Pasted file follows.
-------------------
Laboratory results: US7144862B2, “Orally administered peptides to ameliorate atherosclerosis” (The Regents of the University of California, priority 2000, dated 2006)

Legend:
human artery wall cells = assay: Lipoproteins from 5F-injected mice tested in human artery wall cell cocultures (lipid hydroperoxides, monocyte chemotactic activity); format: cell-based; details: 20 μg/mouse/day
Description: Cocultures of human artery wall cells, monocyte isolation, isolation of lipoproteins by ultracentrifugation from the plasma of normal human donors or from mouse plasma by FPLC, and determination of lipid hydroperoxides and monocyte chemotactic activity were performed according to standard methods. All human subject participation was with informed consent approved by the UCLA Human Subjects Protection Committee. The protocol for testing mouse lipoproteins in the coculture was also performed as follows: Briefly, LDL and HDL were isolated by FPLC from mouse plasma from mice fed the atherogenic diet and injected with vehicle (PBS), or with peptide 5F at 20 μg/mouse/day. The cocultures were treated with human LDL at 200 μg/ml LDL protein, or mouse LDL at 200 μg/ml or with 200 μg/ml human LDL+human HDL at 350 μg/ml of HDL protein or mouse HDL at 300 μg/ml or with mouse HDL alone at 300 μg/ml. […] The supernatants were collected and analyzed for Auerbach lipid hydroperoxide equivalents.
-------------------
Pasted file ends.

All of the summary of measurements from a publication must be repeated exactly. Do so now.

Laboratory results: US7144862B2, “Orally administered peptides to ameliorate atherosclerosis” (The Regents of the University of California, priority 2000, dated 2006)

Legend:
human artery wall cells = assay: Lipoproteins from 5F-injected mice tested in human artery wall cell cocultures (lipid hydroperoxides, monocyte chemotactic activity); format: cell-based; details: 20 μg/mouse/day
Description: Cocultures of human artery wall cells, monocyte isolation, isolation of lipoproteins by ultracentrifugation from the plasma of normal human donors or from mouse plasma by FPLC, and determination of lipid hydroperoxides and monocyte chemotactic activity were performed according to standard methods. All human subject participation was with informed consent approved by the UCLA Human Subjects Protection Committee. The protocol for testing mouse lipoproteins in the coculture was also performed as follows: Briefly, LDL and HDL were isolated by FPLC from mouse plasma from mice fed the atherogenic diet and injected with vehicle (PBS), or with peptide 5F at 20 μg/mouse/day. The cocultures were treated with human LDL at 200 μg/ml LDL protein, or mouse LDL at 200 μg/ml or with 200 μg/ml human LDL+human HDL at 350 μg/ml of HDL protein or mouse HDL at 300 μg/ml or with mouse HDL alone at 300 μg/ml. […] The supernatants were collected and analyzed for Auerbach lipid hydroperoxide equivalents.